How to buy stocks online

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The stock market can be an intimidating place for those who are just getting started in investing. But buying stock online is actually fairly simple once you understand a few basics about where to buy stocks and how they’re traded. Let’s take a look at what you need to know if you’re just beginning with stock trading and building a portfolio.

Buying stocks online: A step-by-step guide

1. Open a brokerage account

In order to invest online in individual stocks, you’ll need to open a brokerage account at one of several brokers such as Schwab, Robinhood or E*Trade. The process of opening an account is fairly straightforward and shouldn’t take much more than a few minutes. You’ll need to provide basic information about yourself and any other people on the account.

(You can also check out Bankrate’s broker reviews to see more options.)

2. Fund the account

The next step is to actually put money into your account so that you have funds to invest. This can be done by sending a physical check through the mail, but it’s much more convenient to set up an electronic transfer. To transfer funds electronically, you’ll provide the account information and the financial institution where you’d like to transfer money from. Your money should arrive in your account within a few days.

3. Research stocks you’re interested in

Before buying any stock, you’ll want to do some research on the companies you’re considering. Make sure to read the company’s annual report, or 10-K filing with the Securities and Exchange Commission (SEC), as well as the most recent quarterly reports to get a better understanding of the business and how it’s performing.

Before you make a purchase, you should be able to explain how a company makes money, its position relative to competitors, and what you think the next three to five years are likely to look like for the business. Be sure to pay attention to valuation, or what you’re paying compared to what you’re getting as a shareholder.

4. Place a trade order

Once you’ve zeroed in on a stock to buy, you will need to place a trade order. You will likely have a few different options when placing a trade. Here are the two most common types:

  • Market order: A market order means your trade will be executed immediately at the best available price. This type of order puts no price parameters around the order, so the price you ultimately pay may be higher or lower than the most recent quote. Market orders are best used for highly liquid companies that trade lots of shares each day because your order is unlikely to move the stock price in one direction or another.
  • Limit order: This order type will execute your trade only at a specific share price or better. For example, if you place a limit buy order at $10.00, the trade won’t go through unless someone is willing to sell at $10.00 or lower. This gives you more certainty about the price you’re paying going into the trade, but you’ll run the risk that the price never reaches your limit. Limit orders are good for stocks that don’t trade very many shares and where your order might influence the share price. This would typically occur with small or micro-capitalization stocks. Limit orders are also useful for stocks with wide bid/ask spreads or high volatility.

You will also face choices on how long you want the trade order to be valid for and whether you want the order to be “all or none,” which means the order won’t be filled unless you can purchase all the shares you’ve asked for. Orders are valid for the rest of the trading day or are “good till cancelled,” meaning the order will usually stand open for 60-90 days or until it’s filled.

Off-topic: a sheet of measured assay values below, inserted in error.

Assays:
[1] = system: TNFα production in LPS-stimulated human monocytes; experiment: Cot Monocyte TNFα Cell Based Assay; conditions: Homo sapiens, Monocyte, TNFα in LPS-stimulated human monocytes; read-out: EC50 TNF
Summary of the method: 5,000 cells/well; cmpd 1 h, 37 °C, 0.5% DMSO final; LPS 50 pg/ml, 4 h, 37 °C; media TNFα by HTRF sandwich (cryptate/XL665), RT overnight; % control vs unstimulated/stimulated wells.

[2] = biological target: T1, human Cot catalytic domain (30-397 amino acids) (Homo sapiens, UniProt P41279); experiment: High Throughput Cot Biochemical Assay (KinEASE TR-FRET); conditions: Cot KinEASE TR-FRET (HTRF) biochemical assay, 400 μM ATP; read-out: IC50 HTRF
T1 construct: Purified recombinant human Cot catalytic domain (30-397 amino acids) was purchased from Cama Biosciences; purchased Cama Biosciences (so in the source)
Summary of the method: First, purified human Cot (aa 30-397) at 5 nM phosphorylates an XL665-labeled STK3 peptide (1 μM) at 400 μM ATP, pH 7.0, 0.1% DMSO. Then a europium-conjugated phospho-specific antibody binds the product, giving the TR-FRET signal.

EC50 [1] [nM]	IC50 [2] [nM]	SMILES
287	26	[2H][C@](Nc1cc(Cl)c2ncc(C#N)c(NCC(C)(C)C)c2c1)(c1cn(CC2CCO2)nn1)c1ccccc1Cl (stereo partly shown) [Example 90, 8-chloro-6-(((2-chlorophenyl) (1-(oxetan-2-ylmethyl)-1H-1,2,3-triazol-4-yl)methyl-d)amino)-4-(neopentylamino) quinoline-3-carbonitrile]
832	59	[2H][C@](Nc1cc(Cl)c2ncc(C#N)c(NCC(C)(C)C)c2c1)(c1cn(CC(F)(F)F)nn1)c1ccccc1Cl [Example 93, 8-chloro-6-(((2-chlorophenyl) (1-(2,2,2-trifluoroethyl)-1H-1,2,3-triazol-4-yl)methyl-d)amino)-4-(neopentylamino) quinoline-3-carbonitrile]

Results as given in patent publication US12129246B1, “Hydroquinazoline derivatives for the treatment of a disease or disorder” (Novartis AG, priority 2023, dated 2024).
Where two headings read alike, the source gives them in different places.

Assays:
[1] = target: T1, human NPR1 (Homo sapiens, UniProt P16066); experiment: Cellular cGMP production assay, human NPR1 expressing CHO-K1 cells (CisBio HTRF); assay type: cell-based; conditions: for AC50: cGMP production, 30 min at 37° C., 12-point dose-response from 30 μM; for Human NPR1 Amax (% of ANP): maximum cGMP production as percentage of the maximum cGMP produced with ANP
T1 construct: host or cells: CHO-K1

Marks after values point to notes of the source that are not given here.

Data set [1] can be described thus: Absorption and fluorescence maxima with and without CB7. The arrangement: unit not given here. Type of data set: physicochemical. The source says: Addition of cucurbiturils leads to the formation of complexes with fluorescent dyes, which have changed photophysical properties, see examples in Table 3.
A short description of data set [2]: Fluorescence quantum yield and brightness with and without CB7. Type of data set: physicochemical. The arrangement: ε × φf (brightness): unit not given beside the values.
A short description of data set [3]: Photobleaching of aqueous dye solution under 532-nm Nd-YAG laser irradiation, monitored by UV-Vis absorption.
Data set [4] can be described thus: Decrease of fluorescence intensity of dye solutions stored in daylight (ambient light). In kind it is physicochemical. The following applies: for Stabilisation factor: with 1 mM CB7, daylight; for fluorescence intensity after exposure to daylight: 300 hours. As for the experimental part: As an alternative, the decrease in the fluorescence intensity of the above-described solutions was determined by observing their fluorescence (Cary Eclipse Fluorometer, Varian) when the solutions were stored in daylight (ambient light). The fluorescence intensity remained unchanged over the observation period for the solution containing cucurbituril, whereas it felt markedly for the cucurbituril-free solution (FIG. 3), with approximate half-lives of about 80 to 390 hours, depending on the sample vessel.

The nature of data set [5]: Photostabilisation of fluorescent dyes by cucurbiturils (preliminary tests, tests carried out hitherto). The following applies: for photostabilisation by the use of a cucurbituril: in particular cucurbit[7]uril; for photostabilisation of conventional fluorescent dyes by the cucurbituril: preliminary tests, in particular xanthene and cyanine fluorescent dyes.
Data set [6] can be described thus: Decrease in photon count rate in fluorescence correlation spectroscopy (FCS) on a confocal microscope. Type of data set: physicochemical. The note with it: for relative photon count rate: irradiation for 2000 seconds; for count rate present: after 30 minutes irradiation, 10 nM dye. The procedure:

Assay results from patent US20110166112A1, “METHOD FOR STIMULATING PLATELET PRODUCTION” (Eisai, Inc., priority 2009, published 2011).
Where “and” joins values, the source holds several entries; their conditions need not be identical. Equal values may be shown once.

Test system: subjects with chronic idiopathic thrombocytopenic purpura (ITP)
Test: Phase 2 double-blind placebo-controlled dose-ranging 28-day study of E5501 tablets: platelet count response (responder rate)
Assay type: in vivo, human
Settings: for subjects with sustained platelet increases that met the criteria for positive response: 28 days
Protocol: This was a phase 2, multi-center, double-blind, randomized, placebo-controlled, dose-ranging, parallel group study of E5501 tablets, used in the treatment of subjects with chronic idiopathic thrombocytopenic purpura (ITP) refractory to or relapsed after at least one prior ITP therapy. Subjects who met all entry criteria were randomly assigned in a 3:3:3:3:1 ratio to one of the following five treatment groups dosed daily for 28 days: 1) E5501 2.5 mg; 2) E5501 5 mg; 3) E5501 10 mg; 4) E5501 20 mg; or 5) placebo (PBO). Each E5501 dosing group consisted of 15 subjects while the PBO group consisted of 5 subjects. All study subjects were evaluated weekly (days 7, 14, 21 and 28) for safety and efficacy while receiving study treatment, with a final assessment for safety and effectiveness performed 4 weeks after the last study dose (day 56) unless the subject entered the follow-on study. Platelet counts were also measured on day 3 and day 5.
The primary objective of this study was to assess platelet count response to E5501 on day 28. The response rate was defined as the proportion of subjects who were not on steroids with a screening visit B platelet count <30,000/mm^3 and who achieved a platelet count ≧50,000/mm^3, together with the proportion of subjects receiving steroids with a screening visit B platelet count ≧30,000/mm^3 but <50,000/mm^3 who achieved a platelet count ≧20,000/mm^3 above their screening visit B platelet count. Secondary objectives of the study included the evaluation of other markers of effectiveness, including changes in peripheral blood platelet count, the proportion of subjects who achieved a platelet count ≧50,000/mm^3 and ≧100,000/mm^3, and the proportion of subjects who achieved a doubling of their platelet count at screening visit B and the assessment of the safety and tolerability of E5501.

What do you need to buy stocks online?

Fortunately, not too much. You’ll need a brokerage account with an online broker, which can be opened in just a few minutes with some basic personal information, as well as a way to fund your account. Funds can be deposited by check or through an electronic transfer.

What stocks should and shouldn’t be traded online?

If you understand the business of the company you’re buying, almost no stocks are off-limits for online trading. Make sure to do your research before making the plunge, otherwise you’re just speculating. However, penny stocks, which the SEC defines as stocks that sell for less than $5 per share, should be viewed with caution because they can be particularly volatile and are ripe for manipulation.

How much money do you need to buy stocks online?

Not very much. Most online brokerages don’t have minimum requirements to open an account and through the trading of fractional shares, investors can now buy into their favorite companies for as little as $5. With many of today’s leading companies’ shares selling for hundreds or thousands of dollars, some brokers offer investors the chance to buy a portion of a share for just a few dollars.

Bottom line

Buying stocks online is a fairly simple process once you understand a few key terms and processes. But just because it’s simple doesn’t mean it’s easy. Make sure to carefully research any company before buying (or selling) its stock to better understand the risks that come with investing in individual shares.

Learn more:

Editorial Disclaimer: All investors are advised to conduct their own independent research into investment strategies before making an investment decision. In addition, investors are advised that past investment product performance is no guarantee of future price appreciation.

Written by
Brian Baker
Investing reporter
Bankrate reporter Brian Baker covers investing and retirement. He has previous experience as an industry analyst at an investment firm. Baker is passionate about helping people make sense of complicated financial topics so that they can plan for their financial futures.
Edited by
Senior wealth editor